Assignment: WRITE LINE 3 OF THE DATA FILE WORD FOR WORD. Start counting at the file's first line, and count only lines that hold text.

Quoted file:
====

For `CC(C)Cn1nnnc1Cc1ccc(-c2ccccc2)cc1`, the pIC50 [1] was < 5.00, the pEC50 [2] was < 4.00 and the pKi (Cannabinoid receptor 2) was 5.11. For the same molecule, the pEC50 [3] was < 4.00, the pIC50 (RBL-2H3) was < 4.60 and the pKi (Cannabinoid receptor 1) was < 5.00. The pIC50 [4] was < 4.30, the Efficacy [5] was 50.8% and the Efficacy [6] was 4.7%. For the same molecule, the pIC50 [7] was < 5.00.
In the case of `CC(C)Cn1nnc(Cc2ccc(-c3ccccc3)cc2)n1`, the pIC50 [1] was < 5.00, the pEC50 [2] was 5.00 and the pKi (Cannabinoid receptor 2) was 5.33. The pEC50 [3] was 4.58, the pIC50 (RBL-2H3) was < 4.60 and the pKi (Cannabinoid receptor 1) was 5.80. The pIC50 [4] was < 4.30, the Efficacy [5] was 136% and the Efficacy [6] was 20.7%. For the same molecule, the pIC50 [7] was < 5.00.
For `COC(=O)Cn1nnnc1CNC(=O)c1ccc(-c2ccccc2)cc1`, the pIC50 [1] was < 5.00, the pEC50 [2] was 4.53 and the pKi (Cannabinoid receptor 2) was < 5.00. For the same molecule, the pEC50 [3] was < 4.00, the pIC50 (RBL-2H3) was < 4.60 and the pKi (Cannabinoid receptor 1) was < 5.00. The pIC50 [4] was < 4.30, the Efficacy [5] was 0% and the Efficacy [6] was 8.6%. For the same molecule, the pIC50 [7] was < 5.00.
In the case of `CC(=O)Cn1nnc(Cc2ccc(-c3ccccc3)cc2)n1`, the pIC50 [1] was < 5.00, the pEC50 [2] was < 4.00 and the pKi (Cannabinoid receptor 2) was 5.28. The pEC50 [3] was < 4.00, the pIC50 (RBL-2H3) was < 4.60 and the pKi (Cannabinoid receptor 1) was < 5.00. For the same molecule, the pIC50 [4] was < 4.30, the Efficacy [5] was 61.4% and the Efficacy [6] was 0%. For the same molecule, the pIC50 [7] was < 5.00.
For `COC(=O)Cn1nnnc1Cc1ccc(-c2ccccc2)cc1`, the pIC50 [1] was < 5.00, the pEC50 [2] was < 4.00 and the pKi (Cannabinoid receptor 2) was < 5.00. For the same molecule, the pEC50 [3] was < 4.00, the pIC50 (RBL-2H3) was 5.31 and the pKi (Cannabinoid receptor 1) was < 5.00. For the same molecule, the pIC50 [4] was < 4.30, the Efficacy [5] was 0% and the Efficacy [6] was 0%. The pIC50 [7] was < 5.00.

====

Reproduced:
For `COC(=O)Cn1nnnc1CNC(=O)c1ccc(-c2ccccc2)cc1`, the pIC50 [1] was < 5.00, the pEC50 [2] was 4.53 and the pKi (Cannabinoid receptor 2) was < 5.00. For the same molecule, the pEC50 [3] was < 4.00, the pIC50 (RBL-2H3) was < 4.60 and the pKi (Cannabinoid receptor 1) was < 5.00. The pIC50 [4] was < 4.30, the Efficacy [5] was 0% and the Efficacy [6] was 8.6%. For the same molecule, the pIC50 [7] was < 5.00.